October 2020
Volume 20, Issue 11
Open Access
Vision Sciences Society Annual Meeting Abstract  |   October 2020
Neuro-augmentation Reveals Dissociable Neural Substrates Underlying Storage and Manipulation in Visual Working Memory
Author Affiliations & Notes
  • Hrag Pailian
    Harvard University
  • George A. Alvarez
    Harvard University
  • Footnotes
    Acknowledgements  Harvard Foundations of Human Behavior Initiative
Journal of Vision October 2020, Vol.20, 148. doi:https://doi.org/10.1167/jov.20.11.148
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      Hrag Pailian, George A. Alvarez; Neuro-augmentation Reveals Dissociable Neural Substrates Underlying Storage and Manipulation in Visual Working Memory. Journal of Vision 2020;20(11):148. https://doi.org/10.1167/jov.20.11.148.

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      © ARVO (1962-2015); The Authors (2016-present)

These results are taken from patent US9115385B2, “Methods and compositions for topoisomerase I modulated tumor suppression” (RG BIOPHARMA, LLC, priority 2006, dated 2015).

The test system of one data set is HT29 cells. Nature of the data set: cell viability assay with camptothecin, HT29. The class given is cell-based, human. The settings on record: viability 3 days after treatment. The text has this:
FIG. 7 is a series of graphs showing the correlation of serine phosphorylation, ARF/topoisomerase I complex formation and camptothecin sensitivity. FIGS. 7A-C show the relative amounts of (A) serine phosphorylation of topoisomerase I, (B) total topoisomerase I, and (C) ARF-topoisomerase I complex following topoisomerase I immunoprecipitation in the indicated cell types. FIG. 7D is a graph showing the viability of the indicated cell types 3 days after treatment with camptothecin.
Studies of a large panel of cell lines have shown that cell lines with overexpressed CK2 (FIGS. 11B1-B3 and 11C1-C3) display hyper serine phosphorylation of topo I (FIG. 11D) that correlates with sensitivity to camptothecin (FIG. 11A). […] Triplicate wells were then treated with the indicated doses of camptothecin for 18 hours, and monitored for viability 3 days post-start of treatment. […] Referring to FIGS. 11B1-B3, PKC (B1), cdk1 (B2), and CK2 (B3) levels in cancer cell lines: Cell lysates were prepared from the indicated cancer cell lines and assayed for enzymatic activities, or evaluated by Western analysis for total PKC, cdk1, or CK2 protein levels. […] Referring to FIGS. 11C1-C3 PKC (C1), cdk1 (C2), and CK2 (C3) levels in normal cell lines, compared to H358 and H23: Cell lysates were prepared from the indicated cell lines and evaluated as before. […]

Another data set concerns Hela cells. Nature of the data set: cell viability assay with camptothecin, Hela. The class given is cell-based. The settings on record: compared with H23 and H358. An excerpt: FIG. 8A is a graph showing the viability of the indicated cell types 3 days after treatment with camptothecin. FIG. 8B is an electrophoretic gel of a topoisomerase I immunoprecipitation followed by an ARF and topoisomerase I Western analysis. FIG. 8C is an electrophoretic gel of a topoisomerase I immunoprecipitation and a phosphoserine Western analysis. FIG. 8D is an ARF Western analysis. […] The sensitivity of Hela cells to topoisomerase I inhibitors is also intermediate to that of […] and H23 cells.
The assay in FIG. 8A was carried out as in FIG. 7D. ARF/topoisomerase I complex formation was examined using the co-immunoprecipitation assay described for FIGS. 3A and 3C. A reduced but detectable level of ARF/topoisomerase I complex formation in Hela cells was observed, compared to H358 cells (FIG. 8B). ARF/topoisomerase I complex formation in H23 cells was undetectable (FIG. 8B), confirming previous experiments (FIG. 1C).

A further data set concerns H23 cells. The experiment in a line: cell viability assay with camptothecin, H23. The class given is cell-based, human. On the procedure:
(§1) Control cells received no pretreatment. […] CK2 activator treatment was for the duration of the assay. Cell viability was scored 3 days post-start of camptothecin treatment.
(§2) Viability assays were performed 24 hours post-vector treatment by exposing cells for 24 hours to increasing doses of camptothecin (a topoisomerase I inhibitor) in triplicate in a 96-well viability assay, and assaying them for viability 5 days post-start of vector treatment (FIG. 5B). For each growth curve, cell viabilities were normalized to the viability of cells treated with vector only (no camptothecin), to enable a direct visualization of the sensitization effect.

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Visual working memory (VWM) is the ability to remember how things looked (storage), and to imagine alternative views of a scene (manipulation). Do storage and manipulation rely upon shared or separate resources? Are these abilities fundamentally limited or can they be enhanced? Here, we leverage trans-cranial direct current stimulation (tDCS) to causally modulate neural activity in regions associated with VWM, and examine effects on storage and/or manipulation. In Exp1, we applied 20-minutes of sham or anodal tDCS (counterbalanced across sessions) to the right posterior parietal cortex (r-PPC), followed by a behavioral VWM task. In this task, participants were presented with four colored circles that were subsequently occluded. For half of all trials, occluders did not move, and participants reported the color of a cued item (probing storage). For the remaining trials, two occluders swapped positions, requiring participants to manipulate the color-location bindings of the moving items. Participants were cued to report the color of either a stationary occluder (probing storage) or one that moved (probing manipulation). Neuroenhancement effects were observed for storage (by up to 23%) – but not manipulation – trials, and only for individuals with low-storage baselines. In Exp2, we determined whether this selective storage enhancement reflects a behavioral ceiling vs. a fixed storage limit, by presenting low- and high-storage performers with no-movement trials consisting of 4 or 6 colored circles. Low-storage performers demonstrated neuroenhancement effects for both set sizes, whereas high-storage individuals improved only on 6-item trials. Lastly, in Exp3, we applied anodal tDCS to the right dorsolateral prefrontal cortex (r-dlPFC) using protocol identical to that in Exp1, and observed the opposite effect: enhancement of manipulation ability (by up to 26%) – with no effect on storage. The results suggest that limits in VWM are malleable, and that storage and manipulate abilities rely upon separate resources.


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